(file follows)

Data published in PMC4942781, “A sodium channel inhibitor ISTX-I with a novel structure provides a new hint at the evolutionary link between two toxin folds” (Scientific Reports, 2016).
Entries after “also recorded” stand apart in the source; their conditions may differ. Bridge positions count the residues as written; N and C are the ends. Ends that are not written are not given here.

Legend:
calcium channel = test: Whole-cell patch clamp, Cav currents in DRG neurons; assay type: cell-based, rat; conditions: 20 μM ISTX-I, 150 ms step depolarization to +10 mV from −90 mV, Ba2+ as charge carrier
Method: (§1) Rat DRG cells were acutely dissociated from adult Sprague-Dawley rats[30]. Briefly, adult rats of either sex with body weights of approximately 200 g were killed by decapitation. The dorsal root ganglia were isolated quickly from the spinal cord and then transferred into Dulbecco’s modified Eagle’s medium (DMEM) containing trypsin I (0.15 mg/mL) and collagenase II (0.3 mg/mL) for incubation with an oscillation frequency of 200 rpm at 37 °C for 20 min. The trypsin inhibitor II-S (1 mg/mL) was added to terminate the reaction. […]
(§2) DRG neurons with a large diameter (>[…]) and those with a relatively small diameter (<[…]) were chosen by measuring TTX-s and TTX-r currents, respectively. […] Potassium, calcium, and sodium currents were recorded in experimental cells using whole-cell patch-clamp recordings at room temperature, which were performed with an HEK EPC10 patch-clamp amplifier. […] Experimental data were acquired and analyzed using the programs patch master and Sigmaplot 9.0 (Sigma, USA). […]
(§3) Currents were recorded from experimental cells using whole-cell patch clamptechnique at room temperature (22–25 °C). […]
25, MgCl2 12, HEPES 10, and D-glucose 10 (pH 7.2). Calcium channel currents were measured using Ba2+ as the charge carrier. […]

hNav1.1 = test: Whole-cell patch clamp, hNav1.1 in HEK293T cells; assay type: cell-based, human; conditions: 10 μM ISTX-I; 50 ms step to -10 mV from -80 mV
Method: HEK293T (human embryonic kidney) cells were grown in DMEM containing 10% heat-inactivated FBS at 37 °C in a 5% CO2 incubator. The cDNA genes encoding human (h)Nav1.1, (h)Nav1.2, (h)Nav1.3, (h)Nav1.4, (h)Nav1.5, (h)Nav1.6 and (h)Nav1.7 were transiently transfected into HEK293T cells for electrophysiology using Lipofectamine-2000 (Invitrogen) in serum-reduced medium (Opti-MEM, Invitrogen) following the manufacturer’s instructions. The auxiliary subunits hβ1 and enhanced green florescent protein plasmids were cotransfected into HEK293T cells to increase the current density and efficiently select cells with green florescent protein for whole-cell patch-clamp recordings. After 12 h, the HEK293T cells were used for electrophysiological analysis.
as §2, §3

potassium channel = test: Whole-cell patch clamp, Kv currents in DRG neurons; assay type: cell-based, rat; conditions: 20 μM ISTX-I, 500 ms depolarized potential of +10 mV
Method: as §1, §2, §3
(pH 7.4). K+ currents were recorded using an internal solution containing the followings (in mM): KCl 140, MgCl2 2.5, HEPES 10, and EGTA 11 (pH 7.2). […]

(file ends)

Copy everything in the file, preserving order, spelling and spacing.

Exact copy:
Data published in PMC4942781, “A sodium channel inhibitor ISTX-I with a novel structure provides a new hint at the evolutionary link between two toxin folds” (Scientific Reports, 2016).
Entries after “also recorded” stand apart in the source; their conditions may differ. Bridge positions count the residues as written; N and C are the ends. Ends that are not written are not given here.

Legend:
calcium channel = test: Whole-cell patch clamp, Cav currents in DRG neurons; assay type: cell-based, rat; conditions: 20 μM ISTX-I, 150 ms step depolarization to +10 mV from −90 mV, Ba2+ as charge carrier
Method: (§1) Rat DRG cells were acutely dissociated from adult Sprague-Dawley rats[30]. Briefly, adult rats of either sex with body weights of approximately 200 g were killed by decapitation. The dorsal root ganglia were isolated quickly from the spinal cord and then transferred into Dulbecco’s modified Eagle’s medium (DMEM) containing trypsin I (0.15 mg/mL) and collagenase II (0.3 mg/mL) for incubation with an oscillation frequency of 200 rpm at 37 °C for 20 min. The trypsin inhibitor II-S (1 mg/mL) was added to terminate the reaction. […]
(§2) DRG neurons with a large diameter (>[…]) and those with a relatively small diameter (<[…]) were chosen by measuring TTX-s and TTX-r currents, respectively. […] Potassium, calcium, and sodium currents were recorded in experimental cells using whole-cell patch-clamp recordings at room temperature, which were performed with an HEK EPC10 patch-clamp amplifier. […] Experimental data were acquired and analyzed using the programs patch master and Sigmaplot 9.0 (Sigma, USA). […]
(§3) Currents were recorded from experimental cells using whole-cell patch clamptechnique at room temperature (22–25 °C). […]
25, MgCl2 12, HEPES 10, and D-glucose 10 (pH 7.2). Calcium channel currents were measured using Ba2+ as the charge carrier. […]

hNav1.1 = test: Whole-cell patch clamp, hNav1.1 in HEK293T cells; assay type: cell-based, human; conditions: 10 μM ISTX-I; 50 ms step to -10 mV from -80 mV
Method: HEK293T (human embryonic kidney) cells were grown in DMEM containing 10% heat-inactivated FBS at 37 °C in a 5% CO2 incubator. The cDNA genes encoding human (h)Nav1.1, (h)Nav1.2, (h)Nav1.3, (h)Nav1.4, (h)Nav1.5, (h)Nav1.6 and (h)Nav1.7 were transiently transfected into HEK293T cells for electrophysiology using Lipofectamine-2000 (Invitrogen) in serum-reduced medium (Opti-MEM, Invitrogen) following the manufacturer’s instructions. The auxiliary subunits hβ1 and enhanced green florescent protein plasmids were cotransfected into HEK293T cells to increase the current density and efficiently select cells with green florescent protein for whole-cell patch-clamp recordings. After 12 h, the HEK293T cells were used for electrophysiological analysis.
as §2, §3

potassium channel = test: Whole-cell patch clamp, Kv currents in DRG neurons; assay type: cell-based, rat; conditions: 20 μM ISTX-I, 500 ms depolarized potential of +10 mV
Method: as §1, §2, §3
(pH 7.4). K+ currents were recorded using an internal solution containing the followings (in mM): KCl 140, MgCl2 2.5, HEPES 10, and EGTA 11 (pH 7.2). […]